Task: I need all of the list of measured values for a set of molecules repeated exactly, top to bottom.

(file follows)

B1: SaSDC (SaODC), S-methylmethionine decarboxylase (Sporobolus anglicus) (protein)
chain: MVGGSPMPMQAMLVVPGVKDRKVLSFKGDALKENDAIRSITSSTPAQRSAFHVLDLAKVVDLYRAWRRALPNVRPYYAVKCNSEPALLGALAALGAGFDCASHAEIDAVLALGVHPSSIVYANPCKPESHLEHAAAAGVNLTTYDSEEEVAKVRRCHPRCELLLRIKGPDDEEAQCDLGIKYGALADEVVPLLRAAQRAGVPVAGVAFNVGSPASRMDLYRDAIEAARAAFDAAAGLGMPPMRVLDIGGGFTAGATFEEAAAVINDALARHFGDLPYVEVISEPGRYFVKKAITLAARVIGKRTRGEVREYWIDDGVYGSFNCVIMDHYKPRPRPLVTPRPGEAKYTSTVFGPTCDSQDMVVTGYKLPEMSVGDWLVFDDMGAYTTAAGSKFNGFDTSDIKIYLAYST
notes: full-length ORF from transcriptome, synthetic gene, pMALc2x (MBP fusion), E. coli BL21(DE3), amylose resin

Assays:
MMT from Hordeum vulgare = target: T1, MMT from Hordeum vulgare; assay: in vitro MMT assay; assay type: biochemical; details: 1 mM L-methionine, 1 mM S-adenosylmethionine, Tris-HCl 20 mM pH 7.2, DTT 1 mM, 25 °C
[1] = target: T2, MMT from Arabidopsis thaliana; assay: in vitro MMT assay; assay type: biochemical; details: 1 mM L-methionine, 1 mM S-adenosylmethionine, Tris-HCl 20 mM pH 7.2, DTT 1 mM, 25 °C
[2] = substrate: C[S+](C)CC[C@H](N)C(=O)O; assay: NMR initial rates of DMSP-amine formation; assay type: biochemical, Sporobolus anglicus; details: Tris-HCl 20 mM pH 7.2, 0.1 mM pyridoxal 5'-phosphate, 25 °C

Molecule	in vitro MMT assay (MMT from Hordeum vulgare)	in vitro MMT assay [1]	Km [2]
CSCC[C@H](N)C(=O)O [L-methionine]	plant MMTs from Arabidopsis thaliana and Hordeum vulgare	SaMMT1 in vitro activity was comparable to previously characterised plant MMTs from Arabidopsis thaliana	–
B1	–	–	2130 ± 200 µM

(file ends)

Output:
B1: SaSDC (SaODC), S-methylmethionine decarboxylase (Sporobolus anglicus) (protein)
chain: MVGGSPMPMQAMLVVPGVKDRKVLSFKGDALKENDAIRSITSSTPAQRSAFHVLDLAKVVDLYRAWRRALPNVRPYYAVKCNSEPALLGALAALGAGFDCASHAEIDAVLALGVHPSSIVYANPCKPESHLEHAAAAGVNLTTYDSEEEVAKVRRCHPRCELLLRIKGPDDEEAQCDLGIKYGALADEVVPLLRAAQRAGVPVAGVAFNVGSPASRMDLYRDAIEAARAAFDAAAGLGMPPMRVLDIGGGFTAGATFEEAAAVINDALARHFGDLPYVEVISEPGRYFVKKAITLAARVIGKRTRGEVREYWIDDGVYGSFNCVIMDHYKPRPRPLVTPRPGEAKYTSTVFGPTCDSQDMVVTGYKLPEMSVGDWLVFDDMGAYTTAAGSKFNGFDTSDIKIYLAYST
notes: full-length ORF from transcriptome, synthetic gene, pMALc2x (MBP fusion), E. coli BL21(DE3), amylose resin

Assays:
MMT from Hordeum vulgare = target: T1, MMT from Hordeum vulgare; assay: in vitro MMT assay; assay type: biochemical; details: 1 mM L-methionine, 1 mM S-adenosylmethionine, Tris-HCl 20 mM pH 7.2, DTT 1 mM, 25 °C
[1] = target: T2, MMT from Arabidopsis thaliana; assay: in vitro MMT assay; assay type: biochemical; details: 1 mM L-methionine, 1 mM S-adenosylmethionine, Tris-HCl 20 mM pH 7.2, DTT 1 mM, 25 °C
[2] = substrate: C[S+](C)CC[C@H](N)C(=O)O; assay: NMR initial rates of DMSP-amine formation; assay type: biochemical, Sporobolus anglicus; details: Tris-HCl 20 mM pH 7.2, 0.1 mM pyridoxal 5'-phosphate, 25 °C

Molecule	in vitro MMT assay (MMT from Hordeum vulgare)	in vitro MMT assay [1]	Km [2]
CSCC[C@H](N)C(=O)O [L-methionine]	plant MMTs from Arabidopsis thaliana and Hordeum vulgare	SaMMT1 in vitro activity was comparable to previously characterised plant MMTs from Arabidopsis thaliana	–
B1	–	–	2130 ± 200 µM